Review By Kayleigh

The Framed Women of Ardemore House is a cozy, delightful debut mystery. 

Favourite Quote:

“Emery Lane, or Rupert Selkirk and Associates, made tea. Jo had met him the day before; pencil thin mustache, pencil thin man; there was something distinctly No. 2 Ticonderoga about him.”

Goodreads Synopsis: 

Jo Jones has always had a little trouble fitting in. As a neurodivergent, hyperlexic book editor and divorced New Yorker transplanted into the English countryside, Jo doesn’t know what stands out more: her Americanisms or her autism.

After losing her job, her mother, and her marriage all in one year, she couldn’t be happier to take possession of a possibly haunted (and clearly unwanted) family estate in North Yorkshire. But when the body of the moody town groundskeeper turns up on her rug with three bullets in his back, Jo finds herself in potential danger—and she’s also a potential suspect. At the same time, a peculiar family portrait vanishes from a secret room in the manor, bearing a strange connection to both the dead body and Jo’s mysterious family history.

With the aid of a Welsh antiques dealer, the morose local detective, and the Irish innkeeper’s wife, Jo embarks on a mission to clear herself of blame and find the missing painting, unearthing a slew of secrets about the town—and herself—along the way. And she’ll have to do it all before the killer strikes again…

Jo Jones is not having a good year: her mother has just died, her marriage has imploded and she’s lost her job, so when an opportunity comes up to take care of a house she’s suddenly inherited from a family she didn’t really know about across the world, she jumps. She moves from the big city world in the US to a small sleepy UK town.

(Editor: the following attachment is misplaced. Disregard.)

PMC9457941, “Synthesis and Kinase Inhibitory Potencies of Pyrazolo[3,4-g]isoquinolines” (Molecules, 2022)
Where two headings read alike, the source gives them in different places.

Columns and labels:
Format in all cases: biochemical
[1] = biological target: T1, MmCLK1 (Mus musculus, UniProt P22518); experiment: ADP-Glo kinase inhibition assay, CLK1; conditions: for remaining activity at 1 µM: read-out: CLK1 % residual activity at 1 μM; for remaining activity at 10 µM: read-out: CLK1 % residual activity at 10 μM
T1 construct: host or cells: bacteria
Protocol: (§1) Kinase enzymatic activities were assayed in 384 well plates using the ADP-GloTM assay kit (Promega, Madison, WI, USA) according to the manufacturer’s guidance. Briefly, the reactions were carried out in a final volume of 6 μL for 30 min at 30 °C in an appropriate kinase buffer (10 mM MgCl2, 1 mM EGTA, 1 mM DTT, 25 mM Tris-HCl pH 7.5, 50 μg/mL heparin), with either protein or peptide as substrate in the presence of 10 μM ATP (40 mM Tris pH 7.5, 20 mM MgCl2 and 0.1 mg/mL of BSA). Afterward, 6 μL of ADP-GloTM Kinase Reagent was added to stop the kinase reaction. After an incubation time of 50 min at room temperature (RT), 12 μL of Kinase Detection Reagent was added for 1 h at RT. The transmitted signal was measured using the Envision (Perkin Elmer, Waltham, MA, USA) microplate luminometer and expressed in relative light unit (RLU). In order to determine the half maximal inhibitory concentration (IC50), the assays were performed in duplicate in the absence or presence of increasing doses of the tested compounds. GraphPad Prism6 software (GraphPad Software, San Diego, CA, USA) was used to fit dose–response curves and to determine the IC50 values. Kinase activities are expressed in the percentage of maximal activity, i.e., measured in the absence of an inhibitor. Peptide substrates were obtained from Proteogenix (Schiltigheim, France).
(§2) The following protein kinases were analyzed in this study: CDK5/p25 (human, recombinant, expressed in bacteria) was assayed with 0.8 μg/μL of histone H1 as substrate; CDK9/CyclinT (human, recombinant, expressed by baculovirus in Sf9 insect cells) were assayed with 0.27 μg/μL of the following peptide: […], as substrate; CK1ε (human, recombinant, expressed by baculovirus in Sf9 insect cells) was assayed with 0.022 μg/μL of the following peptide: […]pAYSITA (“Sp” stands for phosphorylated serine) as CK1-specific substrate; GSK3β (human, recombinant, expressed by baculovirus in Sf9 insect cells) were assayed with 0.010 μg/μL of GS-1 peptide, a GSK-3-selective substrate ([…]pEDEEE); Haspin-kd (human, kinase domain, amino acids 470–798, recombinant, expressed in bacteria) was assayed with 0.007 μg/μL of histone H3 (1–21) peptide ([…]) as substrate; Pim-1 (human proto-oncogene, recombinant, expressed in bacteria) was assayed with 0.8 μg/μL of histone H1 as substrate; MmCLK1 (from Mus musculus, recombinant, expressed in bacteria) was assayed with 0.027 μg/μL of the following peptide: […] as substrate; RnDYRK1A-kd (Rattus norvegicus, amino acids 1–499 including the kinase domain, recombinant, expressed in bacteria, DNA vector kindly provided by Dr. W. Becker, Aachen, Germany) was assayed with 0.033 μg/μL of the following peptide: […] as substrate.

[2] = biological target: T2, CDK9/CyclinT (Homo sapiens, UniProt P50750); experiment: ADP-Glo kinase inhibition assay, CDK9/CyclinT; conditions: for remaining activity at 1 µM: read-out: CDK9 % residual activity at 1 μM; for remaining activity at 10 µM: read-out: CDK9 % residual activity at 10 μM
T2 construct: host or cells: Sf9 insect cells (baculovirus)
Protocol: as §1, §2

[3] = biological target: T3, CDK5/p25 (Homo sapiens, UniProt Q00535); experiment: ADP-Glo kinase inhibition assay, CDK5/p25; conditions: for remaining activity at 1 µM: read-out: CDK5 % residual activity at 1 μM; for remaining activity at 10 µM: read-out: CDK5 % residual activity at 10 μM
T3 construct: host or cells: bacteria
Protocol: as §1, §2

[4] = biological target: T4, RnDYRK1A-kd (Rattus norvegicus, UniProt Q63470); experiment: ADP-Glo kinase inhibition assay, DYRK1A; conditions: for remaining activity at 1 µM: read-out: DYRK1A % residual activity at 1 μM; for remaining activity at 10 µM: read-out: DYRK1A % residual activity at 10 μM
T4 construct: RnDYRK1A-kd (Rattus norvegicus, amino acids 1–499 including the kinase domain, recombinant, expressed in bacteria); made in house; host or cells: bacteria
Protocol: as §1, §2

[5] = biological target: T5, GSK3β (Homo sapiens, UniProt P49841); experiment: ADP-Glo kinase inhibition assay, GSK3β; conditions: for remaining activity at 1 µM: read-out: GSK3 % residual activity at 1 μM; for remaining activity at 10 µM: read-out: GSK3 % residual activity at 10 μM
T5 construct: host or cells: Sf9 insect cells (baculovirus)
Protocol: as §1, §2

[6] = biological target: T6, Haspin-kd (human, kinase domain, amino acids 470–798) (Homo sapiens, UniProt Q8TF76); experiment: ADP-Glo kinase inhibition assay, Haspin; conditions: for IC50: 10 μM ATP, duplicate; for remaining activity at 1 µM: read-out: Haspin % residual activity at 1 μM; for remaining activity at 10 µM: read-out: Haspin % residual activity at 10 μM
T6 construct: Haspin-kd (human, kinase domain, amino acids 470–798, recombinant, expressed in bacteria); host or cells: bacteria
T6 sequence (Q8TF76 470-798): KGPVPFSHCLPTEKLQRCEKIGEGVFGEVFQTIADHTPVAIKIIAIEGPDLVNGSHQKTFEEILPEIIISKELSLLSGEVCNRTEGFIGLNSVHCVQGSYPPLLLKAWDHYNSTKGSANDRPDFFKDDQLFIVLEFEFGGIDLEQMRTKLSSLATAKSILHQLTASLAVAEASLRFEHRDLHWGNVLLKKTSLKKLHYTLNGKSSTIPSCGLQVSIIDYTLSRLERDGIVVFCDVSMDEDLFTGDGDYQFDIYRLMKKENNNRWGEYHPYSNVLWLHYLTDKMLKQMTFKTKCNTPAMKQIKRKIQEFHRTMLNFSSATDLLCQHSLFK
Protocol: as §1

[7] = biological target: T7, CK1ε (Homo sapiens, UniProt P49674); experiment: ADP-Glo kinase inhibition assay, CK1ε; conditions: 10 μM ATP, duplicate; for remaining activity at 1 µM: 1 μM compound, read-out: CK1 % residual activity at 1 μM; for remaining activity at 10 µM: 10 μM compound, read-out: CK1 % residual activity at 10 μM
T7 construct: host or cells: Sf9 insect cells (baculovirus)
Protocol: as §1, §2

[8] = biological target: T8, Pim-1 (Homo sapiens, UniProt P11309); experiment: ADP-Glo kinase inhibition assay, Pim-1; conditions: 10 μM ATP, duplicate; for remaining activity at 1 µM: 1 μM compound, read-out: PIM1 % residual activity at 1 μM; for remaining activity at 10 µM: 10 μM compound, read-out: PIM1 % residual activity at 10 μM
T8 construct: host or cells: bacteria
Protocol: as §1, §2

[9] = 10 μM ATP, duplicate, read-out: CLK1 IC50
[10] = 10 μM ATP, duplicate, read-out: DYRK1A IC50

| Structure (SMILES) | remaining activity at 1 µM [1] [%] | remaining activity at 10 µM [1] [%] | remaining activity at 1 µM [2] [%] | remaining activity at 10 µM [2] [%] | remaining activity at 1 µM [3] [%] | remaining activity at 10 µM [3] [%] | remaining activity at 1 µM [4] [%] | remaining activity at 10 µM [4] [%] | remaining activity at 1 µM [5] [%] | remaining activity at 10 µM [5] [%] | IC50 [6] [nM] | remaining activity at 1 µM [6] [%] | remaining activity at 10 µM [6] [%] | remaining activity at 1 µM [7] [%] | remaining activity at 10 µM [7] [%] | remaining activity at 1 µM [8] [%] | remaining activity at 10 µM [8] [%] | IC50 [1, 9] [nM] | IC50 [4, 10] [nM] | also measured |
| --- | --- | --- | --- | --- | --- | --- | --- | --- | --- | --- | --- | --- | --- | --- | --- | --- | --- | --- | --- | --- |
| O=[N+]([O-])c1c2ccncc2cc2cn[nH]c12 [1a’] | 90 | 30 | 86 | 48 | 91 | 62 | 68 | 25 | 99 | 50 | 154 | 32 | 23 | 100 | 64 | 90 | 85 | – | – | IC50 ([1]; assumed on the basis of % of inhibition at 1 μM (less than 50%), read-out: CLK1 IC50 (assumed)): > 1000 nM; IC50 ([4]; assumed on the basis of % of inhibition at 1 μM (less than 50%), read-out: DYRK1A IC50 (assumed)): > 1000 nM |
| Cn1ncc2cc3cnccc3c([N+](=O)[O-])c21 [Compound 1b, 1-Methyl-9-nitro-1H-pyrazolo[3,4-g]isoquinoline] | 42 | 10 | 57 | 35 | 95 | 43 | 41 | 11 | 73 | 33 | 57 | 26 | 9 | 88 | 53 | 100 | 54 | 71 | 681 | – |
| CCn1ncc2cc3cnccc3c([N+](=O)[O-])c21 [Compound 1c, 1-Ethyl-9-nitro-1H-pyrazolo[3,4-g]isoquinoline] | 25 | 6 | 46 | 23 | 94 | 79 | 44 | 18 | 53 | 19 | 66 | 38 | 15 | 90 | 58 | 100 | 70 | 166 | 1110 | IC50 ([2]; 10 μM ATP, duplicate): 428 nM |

Jo’s inheritance isn’t so great. It’s been let go – the house is crumbling, the gardens overgrown, and Jo isn’t sure what the groundskeeper has been doing. To top it off, the house is in deep debt and there’s a lot of taxes owed on the property. And then, a portrait she discovers vanishes. Just when Jo thinks things can’t get worse, she finds a dead body in the cottage on the property. 

Jo is a delightful character. She’s neurodivergent and works hard to understand how she needs to be behaving and is hyperaware. Because she’s so aware she notices things that others miss. 

She gets involved in the murder and meets Detective MacAdams who is skeptical about Jo, the missing photo and her motives for being in England. Thrown into the mix is Jo’s interest about the family home and the people who she comes from. The past and the present mix as Jo tries to discover about her family’s past and what her future will hold at Ardemore House. I enjoyed watching Jo figure out the mysteries, deal with the quirky characters she keeps meeting and figuring out her life. The mysteries were twisty and there were lots of red herrings and it kept me guessing to the resolution.

The Framed Women of Ardemore House is perfect for fans of Nita Prose and Anthony Horowitz. 

Thank you Hanover Square Press for the ARC in return for an honest review.